Man sleeping on train; image by Lily Banse, via
Man sleeping on train; image by Lily Banse, via

Sleeping well is highly correlated to good health and good leadership. The more your brain has to manage new knowledge instead of just dealing with repetitive situations, the more sleep deprivation puts you at risk of functioning poorly.

If you are a leader, your lack of sleep can affect your work performance, seriously so. If you go for 20 hours without sleep, you function at the same level as someone with a 0.1% blood alcohol level. This means you may be subject to irrational decisions and preventable accidents.

“Less sleep equals more productivity” is a myth. Working long hours is often expected, and your work culture may reward working a lot and sleeping little. People tend to believe that leaders have to set an example of a good work ethic by working long hours. This can make you define your worth or contribution through the amount of time you spend working.

You don’t feel as though you’re a good leader unless you’re always at work. In fact, research has shown that even small amounts of sleep deprivation can take a toll. Sleep deprivation is associated with health problems, mood changes, lack of productivity, and cognitive impairment. Here are some of the reasons why lack of sleep can be so destructive for leaders.

Woman with head resting on hand; image by Niklas Hamann, via
Woman with head resting on hand; image by Niklas Hamann, via

Inability to make decisions

If you’re in a leadership position, you depend on the functioning of the decision-making regions of the brain. Poor sleep impairs these regions of the brain. When you are sleep-deprived, all your available energy is consumed keeping your basic functions working, leaving higher functions severely handicapped.

Negotiation trainers warn that people who go into a business negotiation without having enough sleep are at a distinct disadvantage – their negotiation skills are impaired.

Impaired concentration and problem-solving

Insufficient sleep reduces your capacity for attention. Sleep deprivation impairs your pattern recognition, insight, and creativity – which means you have less ability to problem-solve.

When your ability to make decisions and learn is affected, you’re impaired in being able to see a problem from different perspectives. When faced with a work problem that you would typically be able to solve quite quickly, you won’t have the insight or creativity to find a good solution.

Supporting others is a challenge

You react more emotionally to others which can make supporting them a problem. The appearance of a sleep-deprived leader, with bloodshot eyeballs and bags under eyes, may also result in the staff under you thinking of you as less effective. Your team is also hardly likely to be motivated by what you say when you seem to be so low in energy yourself.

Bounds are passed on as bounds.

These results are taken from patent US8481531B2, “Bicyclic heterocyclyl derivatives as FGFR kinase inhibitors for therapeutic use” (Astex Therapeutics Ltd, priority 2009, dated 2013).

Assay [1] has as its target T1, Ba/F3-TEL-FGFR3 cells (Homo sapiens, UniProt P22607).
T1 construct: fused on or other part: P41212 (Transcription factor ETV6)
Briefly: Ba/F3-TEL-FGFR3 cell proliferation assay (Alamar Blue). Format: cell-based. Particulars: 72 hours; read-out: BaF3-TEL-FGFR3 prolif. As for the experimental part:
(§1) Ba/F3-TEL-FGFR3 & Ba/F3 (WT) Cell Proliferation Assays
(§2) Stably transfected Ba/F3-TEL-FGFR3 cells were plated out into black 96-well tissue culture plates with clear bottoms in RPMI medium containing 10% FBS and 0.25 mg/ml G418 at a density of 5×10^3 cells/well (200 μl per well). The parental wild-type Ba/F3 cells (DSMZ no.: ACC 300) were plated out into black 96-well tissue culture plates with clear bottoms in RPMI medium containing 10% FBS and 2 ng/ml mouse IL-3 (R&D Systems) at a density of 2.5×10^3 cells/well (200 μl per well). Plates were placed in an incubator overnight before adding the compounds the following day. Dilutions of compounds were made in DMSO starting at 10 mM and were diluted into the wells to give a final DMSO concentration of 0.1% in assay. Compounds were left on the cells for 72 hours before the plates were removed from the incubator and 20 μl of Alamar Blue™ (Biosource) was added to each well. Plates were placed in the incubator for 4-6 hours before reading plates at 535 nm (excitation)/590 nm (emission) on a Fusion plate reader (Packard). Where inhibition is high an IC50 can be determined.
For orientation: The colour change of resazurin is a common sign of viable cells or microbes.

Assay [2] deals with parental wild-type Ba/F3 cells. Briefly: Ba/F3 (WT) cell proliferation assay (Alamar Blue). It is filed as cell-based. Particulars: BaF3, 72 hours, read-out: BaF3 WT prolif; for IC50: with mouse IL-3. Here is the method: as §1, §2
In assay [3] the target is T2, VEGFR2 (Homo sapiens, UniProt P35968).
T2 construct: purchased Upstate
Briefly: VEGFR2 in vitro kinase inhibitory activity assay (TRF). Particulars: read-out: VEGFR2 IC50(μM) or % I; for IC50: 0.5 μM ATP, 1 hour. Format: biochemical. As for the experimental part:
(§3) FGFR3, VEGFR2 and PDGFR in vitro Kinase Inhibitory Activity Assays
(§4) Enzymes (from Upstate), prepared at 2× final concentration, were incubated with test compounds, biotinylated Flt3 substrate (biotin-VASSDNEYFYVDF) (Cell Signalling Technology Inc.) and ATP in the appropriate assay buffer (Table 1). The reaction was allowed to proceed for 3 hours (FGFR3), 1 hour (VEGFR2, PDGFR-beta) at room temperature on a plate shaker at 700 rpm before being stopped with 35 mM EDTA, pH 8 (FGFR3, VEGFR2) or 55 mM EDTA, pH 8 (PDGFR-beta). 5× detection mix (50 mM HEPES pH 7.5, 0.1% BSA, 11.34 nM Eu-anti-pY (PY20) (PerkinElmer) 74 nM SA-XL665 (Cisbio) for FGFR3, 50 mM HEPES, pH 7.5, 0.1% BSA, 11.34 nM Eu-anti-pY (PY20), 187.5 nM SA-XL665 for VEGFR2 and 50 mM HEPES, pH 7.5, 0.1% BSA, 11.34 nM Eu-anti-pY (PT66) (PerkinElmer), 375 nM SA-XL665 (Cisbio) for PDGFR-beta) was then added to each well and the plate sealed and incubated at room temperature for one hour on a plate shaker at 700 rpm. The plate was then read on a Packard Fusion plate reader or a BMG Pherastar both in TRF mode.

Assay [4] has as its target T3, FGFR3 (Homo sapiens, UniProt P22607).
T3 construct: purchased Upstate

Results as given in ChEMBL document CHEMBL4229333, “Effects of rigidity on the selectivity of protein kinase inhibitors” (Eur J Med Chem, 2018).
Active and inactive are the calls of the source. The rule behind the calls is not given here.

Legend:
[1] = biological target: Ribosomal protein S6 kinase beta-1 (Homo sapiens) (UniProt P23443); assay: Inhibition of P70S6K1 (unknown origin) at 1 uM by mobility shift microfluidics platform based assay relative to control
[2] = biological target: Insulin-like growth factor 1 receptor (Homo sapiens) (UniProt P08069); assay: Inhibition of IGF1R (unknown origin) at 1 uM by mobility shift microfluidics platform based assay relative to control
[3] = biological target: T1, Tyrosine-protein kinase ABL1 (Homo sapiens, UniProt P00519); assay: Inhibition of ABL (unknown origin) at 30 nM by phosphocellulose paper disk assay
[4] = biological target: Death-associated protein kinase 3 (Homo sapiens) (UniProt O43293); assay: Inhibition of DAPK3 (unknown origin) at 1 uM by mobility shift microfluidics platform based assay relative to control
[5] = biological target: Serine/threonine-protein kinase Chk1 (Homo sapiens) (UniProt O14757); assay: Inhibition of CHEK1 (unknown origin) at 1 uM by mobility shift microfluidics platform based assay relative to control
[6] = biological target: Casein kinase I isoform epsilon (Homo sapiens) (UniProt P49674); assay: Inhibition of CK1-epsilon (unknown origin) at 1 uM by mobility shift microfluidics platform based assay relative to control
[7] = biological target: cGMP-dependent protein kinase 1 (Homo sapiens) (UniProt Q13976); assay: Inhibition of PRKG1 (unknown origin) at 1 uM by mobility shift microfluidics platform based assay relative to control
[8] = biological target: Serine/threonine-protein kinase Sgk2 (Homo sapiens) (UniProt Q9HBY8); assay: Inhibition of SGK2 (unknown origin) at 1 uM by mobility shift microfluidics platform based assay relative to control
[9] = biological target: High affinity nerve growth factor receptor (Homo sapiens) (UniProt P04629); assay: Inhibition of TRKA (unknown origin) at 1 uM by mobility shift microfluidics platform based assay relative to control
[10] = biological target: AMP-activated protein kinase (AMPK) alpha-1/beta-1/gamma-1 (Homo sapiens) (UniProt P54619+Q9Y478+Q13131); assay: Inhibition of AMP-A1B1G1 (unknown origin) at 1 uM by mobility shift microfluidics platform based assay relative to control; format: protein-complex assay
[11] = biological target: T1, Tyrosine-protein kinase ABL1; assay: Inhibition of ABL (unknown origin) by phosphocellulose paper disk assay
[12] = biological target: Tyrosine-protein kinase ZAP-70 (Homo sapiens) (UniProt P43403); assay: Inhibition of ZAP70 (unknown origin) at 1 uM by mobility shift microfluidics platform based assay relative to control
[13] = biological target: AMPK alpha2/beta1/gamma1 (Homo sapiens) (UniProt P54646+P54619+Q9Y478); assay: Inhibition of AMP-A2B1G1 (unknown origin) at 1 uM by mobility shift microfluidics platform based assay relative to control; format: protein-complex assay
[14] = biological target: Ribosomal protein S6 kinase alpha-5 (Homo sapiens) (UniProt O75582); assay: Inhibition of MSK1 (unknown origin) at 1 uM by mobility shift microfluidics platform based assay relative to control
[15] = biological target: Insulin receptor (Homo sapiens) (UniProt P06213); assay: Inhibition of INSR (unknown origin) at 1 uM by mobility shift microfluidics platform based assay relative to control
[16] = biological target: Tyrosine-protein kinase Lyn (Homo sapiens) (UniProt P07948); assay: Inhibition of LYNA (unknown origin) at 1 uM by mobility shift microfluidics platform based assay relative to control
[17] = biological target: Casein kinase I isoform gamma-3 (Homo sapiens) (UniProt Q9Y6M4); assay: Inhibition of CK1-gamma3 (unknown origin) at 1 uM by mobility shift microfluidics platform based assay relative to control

Increased Risky Behavior

Your willpower also drops when you haven’t had enough sleep and a tendency towards riskier behavior increases. You can imagine how this could affect your leadership skills when negotiating with a client.

Your rashness would severely undermine your normal negotiation tactics and strategies. You would be more likely to take risks in your negotiations and may just come away from a meeting realizing that you’ve made promises you can’t keep or given way in circumstances where a better outcome was possible.

If the idea of not being steadily productive scares you, you need to realize that your commitment to constant activity affects your capacity for creativity too, and you won’t be able to come up with the ideas you need to be an effective leader.

What you can do about it

Prioritizing healthy amounts of sleep does not just happen magically, you need to pay attention to your habits consciously and adjust them accordingly.

Shift your thinking and actions away from measuring your productivity by how many hours you work. It may be difficult, especially if your company culture expects the opposite. Your health and productivity will suffer, and you may even end up being completely burned out if you don’t.

Once you’ve realized that you don’t really raise productivity by sleeping less, you can work on making sure you get your 7-9 hours of sleep a night. You can find many tips online on how to establish effective sleep routines and what to do before you go to bed to ensure that you get a good night’s sleep.

When you’re sleep-deprived, you cannot be an effective leader because your decision-making skills are impaired, and your creativity is lacking. You have less empathy for those you’re trying to lead, and your negotiation skills are severely compromised. Taking time to relax and having enough sleep ensures that your brain can function optimally and this, in turn, improves your relationships and work performance.

You will find that you procrastinate less, you’re more supportive of others and you’re able to negotiate more effectively. You can concentrate on what’s important and come up with creative ideas that benefit your organization and make you a more effective leader.

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